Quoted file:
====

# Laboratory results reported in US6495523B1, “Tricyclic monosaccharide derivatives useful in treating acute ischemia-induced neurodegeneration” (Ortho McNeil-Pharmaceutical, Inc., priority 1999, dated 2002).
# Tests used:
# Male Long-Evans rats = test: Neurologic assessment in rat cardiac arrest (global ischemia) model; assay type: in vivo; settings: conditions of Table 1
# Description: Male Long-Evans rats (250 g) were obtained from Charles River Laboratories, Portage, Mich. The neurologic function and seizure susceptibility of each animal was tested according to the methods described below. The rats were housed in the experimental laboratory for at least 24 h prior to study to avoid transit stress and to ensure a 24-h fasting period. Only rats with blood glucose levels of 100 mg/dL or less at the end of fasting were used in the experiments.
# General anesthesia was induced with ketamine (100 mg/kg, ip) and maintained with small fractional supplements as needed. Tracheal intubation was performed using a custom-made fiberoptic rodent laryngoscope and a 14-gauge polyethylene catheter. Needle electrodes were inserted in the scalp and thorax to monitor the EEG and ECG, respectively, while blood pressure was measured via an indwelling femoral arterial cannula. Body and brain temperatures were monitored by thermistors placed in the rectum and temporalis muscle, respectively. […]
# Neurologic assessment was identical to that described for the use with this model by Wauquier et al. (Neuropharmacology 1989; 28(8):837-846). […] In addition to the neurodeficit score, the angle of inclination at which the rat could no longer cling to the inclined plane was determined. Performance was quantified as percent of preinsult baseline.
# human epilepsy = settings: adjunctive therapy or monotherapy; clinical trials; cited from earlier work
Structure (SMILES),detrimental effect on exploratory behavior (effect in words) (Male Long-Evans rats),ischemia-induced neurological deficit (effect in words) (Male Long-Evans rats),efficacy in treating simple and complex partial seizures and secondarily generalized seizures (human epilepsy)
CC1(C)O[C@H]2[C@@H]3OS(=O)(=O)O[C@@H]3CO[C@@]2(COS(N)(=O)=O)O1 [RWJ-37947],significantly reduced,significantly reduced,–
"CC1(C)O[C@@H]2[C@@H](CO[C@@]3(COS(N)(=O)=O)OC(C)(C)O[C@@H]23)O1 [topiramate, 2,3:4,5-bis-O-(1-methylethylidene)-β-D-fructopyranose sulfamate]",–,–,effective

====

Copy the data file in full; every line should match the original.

# Laboratory results reported in US6495523B1, “Tricyclic monosaccharide derivatives useful in treating acute ischemia-induced neurodegeneration” (Ortho McNeil-Pharmaceutical, Inc., priority 1999, dated 2002).
# Tests used:
# Male Long-Evans rats = test: Neurologic assessment in rat cardiac arrest (global ischemia) model; assay type: in vivo; settings: conditions of Table 1
# Description: Male Long-Evans rats (250 g) were obtained from Charles River Laboratories, Portage, Mich. The neurologic function and seizure susceptibility of each animal was tested according to the methods described below. The rats were housed in the experimental laboratory for at least 24 h prior to study to avoid transit stress and to ensure a 24-h fasting period. Only rats with blood glucose levels of 100 mg/dL or less at the end of fasting were used in the experiments.
# General anesthesia was induced with ketamine (100 mg/kg, ip) and maintained with small fractional supplements as needed. Tracheal intubation was performed using a custom-made fiberoptic rodent laryngoscope and a 14-gauge polyethylene catheter. Needle electrodes were inserted in the scalp and thorax to monitor the EEG and ECG, respectively, while blood pressure was measured via an indwelling femoral arterial cannula. Body and brain temperatures were monitored by thermistors placed in the rectum and temporalis muscle, respectively. […]
# Neurologic assessment was identical to that described for the use with this model by Wauquier et al. (Neuropharmacology 1989; 28(8):837-846). […] In addition to the neurodeficit score, the angle of inclination at which the rat could no longer cling to the inclined plane was determined. Performance was quantified as percent of preinsult baseline.
# human epilepsy = settings: adjunctive therapy or monotherapy; clinical trials; cited from earlier work
Structure (SMILES),detrimental effect on exploratory behavior (effect in words) (Male Long-Evans rats),ischemia-induced neurological deficit (effect in words) (Male Long-Evans rats),efficacy in treating simple and complex partial seizures and secondarily generalized seizures (human epilepsy)
CC1(C)O[C@H]2[C@@H]3OS(=O)(=O)O[C@@H]3CO[C@@]2(COS(N)(=O)=O)O1 [RWJ-37947],significantly reduced,significantly reduced,–
"CC1(C)O[C@@H]2[C@@H](CO[C@@]3(COS(N)(=O)=O)OC(C)(C)O[C@@H]23)O1 [topiramate, 2,3:4,5-bis-O-(1-methylethylidene)-β-D-fructopyranose sulfamate]",–,–,effective